• “Scaffolding for ELs,” Danling Fu, professor, University of
  • “Preparing Writers for the Workplace,” T. DeVere Wolsey, professor, The American
    University in Cairo
  • “Self-Regulation,” Karen Harris, professor, Vanderbilt University
  • “Spelling While Writing,” Malatesha Joshi, professor, Texas A&M University
  • “Motivating Writers,” Zoi Philippakos, assistant professor, University of Tennessee
  • “Writing Assessment,” Margarita Gomez Zisselsberger, assistant professor, Loyola
  • “Technology: No Replacement for the Teacher,” Kay Wijekumar, professor, Texas A&M University
  • “Digital Writing,” Troy Hicks, professor, Central Michigan University
  • “Preparing Culturally Responsive Writing Teachers,” Marva Solomon, associate
    professor, Angelo State University
  • “Writing and Reading Connections Across the Disciplines,” Jennifer Serravallo,
    teacher, author, and consultant, New York City
  • “Inclusive Writing Instruction,” Sharlene Kiuhara, assistant professor, Utah University
Tangible takeaways

Kirkland, an ILA 2019 featured speaker who also serves as executive director of the Metropolitan Center for Research on Equity and the Transformation of Schools, will provide the closing keynote.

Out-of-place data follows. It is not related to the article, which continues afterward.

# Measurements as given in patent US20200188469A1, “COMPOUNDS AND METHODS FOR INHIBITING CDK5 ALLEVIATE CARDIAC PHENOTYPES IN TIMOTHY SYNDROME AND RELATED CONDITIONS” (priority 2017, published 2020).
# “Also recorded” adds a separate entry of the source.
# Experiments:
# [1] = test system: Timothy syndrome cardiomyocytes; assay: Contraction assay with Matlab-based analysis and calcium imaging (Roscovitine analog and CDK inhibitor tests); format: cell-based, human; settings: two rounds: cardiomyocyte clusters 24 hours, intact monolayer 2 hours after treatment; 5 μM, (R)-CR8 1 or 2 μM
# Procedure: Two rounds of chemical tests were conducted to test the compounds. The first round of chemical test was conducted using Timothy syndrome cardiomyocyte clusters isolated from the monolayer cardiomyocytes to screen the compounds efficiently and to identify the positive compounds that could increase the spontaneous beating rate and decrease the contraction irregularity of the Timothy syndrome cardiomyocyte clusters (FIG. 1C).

A leading national scholar and advocate for educational justice, his transdisciplinary scholarship explores intersections among race, gender, and education, focusing on the relationship between literacy and incarceration.

Kirkland’s presentation, “Gaining and Sharing Knowledge: Reading and Writing Joined Forever,” will outline key takeaways from the event as well as next steps educators can take to help students cultivate strong reading and writing skills in the 21st-century classroom. Participants will leave with easy-to-implement strategies and methods, grounded in culturally sustaining pedagogy, that promote academic achievement.

For more information about the Research Address, as well as a list of other featured research sessions at ILA 2019, visit

Alina O'Donnell is the communications strategist at ILA and the editor of Literacy Daily.

This article originally appeared in the open access July/August issue of Literacy Today, ILA’s member magazine.

The Research Address at ILA 2019 will be held on Saturday, Oct. 12, 3:00 PM–4:30 PM. For more information, visit